10 ways to optimize and secure your containerized application

1. Use a Dockerfile Linter

A common first step to improving our Dockerfiles is to use a linter. Linters statically analyse the contents of a file, and make suggestions about issues we might consider fixing.  As mentioned above, we have a bug in the existing Dockerfile that is causing the build to fail.

$ docker build -t goof -f Dockerfile-initial .
[+] Building 11.3s (10/10) FINISHED                                                                                                                                                
 => [internal] load build definition from Dockerfile      0.0s
 => ERROR [6/6] RUN npm ci --only=production              1.0s
 > [6/6] RUN npm ci --only=production:
#10 0.936 npm ERR! code ENOENT
#10 0.937 npm ERR! syscall open
#10 0.937 npm ERR! path /package.json
#10 0.938 npm ERR! errno -2
#10 0.939 npm ERR! enoent ENOENT: no such file or directory, open '/package.json'
#10 0.939 npm ERR! enoent This is related to npm not being able to find a file.
#10 0.939 npm ERR! enoent 
#10 0.948 
#10 0.948 npm ERR! A complete log of this run can be found in:
#10 0.949 npm ERR!     /root/.npm/_logs/2021-03-17T17_19_44_616Z-debug.log
executor failed running [/bin/sh -c npm ci --only=production]: exit code: 254

Hadolint is a popular open-source linter for Dockerfiles that reads the steps and provides opinionated advice about their structure.

$ hadolint Dockerfile-initial 
Dockerfile:5 DL3020 error: Use COPY instead of ADD for files and folders
Dockerfile:6 SC2164 warning: Use 'cd ... || exit' or 'cd ... || return' in case cd fails.
Dockerfile:6 DL3003 warning: Use WORKDIR to switch to a directory
Dockerfile:11 DL3025 warning: Use arguments JSON notation for CMD and ENTRYPOINT arguments

Running through the issues found:

  1. Use COPY instead of ADD for files and folders
    This is valid for local non-archive file copying as outlined in Docker’s Dockerfile Best Practices, worth fixing but is not causing our build issue
  2. Use ‘cd … || exit’ or ‘cd … || return’ in case cd fails.
    Technically true, but not really the problem here, skipping this for a moment.
  3. Use WORKDIR to switch to a directory
    Ah ha!  This is the cause. The impact of the RUN cd /usr/src/goof line is encapsulated just to the layer that statement builds, in fact, that line is effectively a no-op as far as the image build is concerned. The WORKDIR Dockerfile command is what we should be using as it explicitly sets the current working directory from that point forward, including at runtime. The lack of this is why the RUN npm… line cannot find the package.json file.
  4. Use arguments JSON notation for CMD and ENTRYPOINT arguments
    Also referred to as the “exec” form, there are varying opinions on this but Docker’s documentation does lean toward using the JSON notation here.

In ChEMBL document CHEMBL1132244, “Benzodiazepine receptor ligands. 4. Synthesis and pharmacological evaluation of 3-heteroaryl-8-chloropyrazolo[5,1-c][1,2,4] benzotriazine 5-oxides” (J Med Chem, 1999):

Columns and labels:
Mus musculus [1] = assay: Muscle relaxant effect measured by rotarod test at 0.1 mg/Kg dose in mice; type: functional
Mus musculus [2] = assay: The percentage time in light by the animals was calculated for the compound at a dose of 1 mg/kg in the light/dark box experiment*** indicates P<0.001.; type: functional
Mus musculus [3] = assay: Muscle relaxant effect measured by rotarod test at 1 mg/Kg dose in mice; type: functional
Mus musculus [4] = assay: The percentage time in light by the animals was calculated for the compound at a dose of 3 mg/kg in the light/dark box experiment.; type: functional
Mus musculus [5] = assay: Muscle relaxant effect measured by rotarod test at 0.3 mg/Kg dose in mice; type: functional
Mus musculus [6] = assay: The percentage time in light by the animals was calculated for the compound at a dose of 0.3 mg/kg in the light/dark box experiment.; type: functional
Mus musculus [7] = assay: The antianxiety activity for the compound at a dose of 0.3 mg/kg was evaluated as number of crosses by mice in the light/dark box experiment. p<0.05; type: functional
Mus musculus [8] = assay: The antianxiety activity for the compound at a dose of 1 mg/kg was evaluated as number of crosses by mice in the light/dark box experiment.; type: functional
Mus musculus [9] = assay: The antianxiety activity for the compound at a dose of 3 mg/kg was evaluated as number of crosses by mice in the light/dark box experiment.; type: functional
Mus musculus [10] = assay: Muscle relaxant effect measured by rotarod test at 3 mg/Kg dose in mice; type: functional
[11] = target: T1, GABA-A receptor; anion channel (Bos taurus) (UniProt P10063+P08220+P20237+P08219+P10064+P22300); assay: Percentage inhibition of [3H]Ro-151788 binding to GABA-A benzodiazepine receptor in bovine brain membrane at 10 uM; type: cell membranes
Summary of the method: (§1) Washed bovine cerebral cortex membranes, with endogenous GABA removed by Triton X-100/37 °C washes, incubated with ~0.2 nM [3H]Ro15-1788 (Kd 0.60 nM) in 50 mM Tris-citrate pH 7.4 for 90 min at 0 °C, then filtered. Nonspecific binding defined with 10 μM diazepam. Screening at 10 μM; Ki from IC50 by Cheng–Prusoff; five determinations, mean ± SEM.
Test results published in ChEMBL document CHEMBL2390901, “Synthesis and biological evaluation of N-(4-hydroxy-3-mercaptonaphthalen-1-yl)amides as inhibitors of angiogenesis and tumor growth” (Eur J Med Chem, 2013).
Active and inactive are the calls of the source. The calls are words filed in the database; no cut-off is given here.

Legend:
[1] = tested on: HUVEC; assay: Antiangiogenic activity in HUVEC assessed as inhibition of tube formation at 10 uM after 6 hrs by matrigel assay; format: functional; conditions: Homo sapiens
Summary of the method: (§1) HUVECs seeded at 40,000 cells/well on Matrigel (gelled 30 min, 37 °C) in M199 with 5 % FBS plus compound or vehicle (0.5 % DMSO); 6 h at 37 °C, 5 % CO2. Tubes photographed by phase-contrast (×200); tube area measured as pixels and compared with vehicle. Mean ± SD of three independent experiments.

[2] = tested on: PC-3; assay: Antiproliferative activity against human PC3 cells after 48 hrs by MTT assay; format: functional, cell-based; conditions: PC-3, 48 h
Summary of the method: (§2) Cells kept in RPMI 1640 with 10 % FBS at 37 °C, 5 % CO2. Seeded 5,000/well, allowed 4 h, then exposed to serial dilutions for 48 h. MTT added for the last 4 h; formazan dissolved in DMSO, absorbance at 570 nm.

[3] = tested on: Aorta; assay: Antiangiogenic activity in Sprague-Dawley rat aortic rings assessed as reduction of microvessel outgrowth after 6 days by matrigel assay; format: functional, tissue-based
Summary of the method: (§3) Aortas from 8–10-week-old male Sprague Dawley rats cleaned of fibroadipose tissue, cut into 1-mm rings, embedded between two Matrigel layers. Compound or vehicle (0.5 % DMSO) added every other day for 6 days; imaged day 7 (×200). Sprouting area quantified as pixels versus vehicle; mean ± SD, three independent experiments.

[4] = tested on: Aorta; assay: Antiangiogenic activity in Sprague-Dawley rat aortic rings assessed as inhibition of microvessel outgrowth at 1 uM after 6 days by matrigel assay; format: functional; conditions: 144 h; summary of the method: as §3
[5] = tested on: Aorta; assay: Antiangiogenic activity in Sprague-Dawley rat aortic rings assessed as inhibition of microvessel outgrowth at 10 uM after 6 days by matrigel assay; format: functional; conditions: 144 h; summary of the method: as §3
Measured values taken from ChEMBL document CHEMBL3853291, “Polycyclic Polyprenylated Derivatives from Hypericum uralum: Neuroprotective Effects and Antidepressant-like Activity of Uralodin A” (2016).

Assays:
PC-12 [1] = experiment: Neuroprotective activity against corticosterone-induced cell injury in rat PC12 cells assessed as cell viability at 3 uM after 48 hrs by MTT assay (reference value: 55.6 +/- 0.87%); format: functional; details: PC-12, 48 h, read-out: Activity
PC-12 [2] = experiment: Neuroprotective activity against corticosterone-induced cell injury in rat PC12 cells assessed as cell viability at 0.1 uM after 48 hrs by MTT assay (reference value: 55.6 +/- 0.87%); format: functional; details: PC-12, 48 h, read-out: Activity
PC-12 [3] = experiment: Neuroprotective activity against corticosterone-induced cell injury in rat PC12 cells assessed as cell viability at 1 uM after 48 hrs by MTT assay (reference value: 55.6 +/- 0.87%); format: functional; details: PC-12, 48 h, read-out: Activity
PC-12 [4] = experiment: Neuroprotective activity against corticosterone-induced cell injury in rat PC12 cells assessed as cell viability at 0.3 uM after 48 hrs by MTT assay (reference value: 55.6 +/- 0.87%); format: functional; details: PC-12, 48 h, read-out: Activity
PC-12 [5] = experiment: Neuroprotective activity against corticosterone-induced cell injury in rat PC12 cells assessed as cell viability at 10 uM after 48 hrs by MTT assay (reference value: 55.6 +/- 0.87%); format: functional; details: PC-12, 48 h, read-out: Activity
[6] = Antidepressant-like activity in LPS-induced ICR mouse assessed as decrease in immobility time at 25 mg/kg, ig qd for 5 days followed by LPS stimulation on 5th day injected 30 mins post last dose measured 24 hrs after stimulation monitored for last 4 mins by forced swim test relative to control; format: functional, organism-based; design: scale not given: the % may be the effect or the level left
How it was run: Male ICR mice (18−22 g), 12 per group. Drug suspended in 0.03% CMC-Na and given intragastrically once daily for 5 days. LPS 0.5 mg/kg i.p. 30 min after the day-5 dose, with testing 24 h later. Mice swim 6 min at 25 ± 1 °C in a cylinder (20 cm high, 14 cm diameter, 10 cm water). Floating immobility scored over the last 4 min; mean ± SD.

After cleaning up all of these issues, our new Dockerfile–named Dockerfile-hadolint-fixes in the sample repo–returns no linting issues and now builds successfully.

FROM node:14.1.0
RUN mkdir /usr/src/goof
RUN mkdir /tmp/extracted_files
COPY . /usr/src/goof
WORKDIR /usr/src/goof
RUN npm ci --only=production
ENTRYPOINT ["npm", "start"]
$ hadolint Dockerfile-hadolint-fixes 
$ docker build -t goof -f Dockerfile-hadolint-fixes .
[+] Building 26.5s (11/11) FINISHED                                                                                                                                                
 => [internal] load build definition from Dockerfile-hadolint-fixes                0.0s
 => => writing image sha256:c365dec0cfdf64d8cfd43ebd8f2bcd534cfe7b71849796dfb3030b4fe5ff7f93               0.0s 
 => => naming to   

2. Run your linter as a commit hook to stop Dockerfile issues from creeping into your codebase

Lightweight tools like hadolint make excellent candidates for pre-commit hooks, stopping Dockerfile issues from creeping into your codebase.  The following is a simple git script example that you can add to your repository at the path: .git/hooks/pre-commit.  If you are new to git hooks, check out the Git-SCM documentation for more details.

echo "Linting Dockerfile ...\c"
LINT=$(hadolint Dockerfile)
if [[ $? > 0 ]]
   echo " FAILED\n"
   echo "$LINT"
   echo "\nLinting failed, commit aborted."
   exit 1
echo " PASSED"
exit 0

Here’s an example of that hook running against the original Dockerfile before we applied any fixes.

$ git commit -m 'Test'
Linting Dockerfile ... FAILED
Dockerfile:5 DL3020 error: Use COPY instead of ADD for files and folders
Dockerfile:6 SC2164 warning: Use 'cd ... || exit' or 'cd ... || return' in case cd fails.
Dockerfile:6 DL3003 warning: Use WORKDIR to switch to a directory
Dockerfile:11 DL3025 warning: Use arguments JSON notation for CMD and ENTRYPOINT arguments
Linting failed, commit aborted.

Note: If you are testing this in our sample repo, make sure to copy Dockerfile-initial to Dockerfile and stage it in your repo in order to trigger the hook issue.

3. Iteratively test your image locally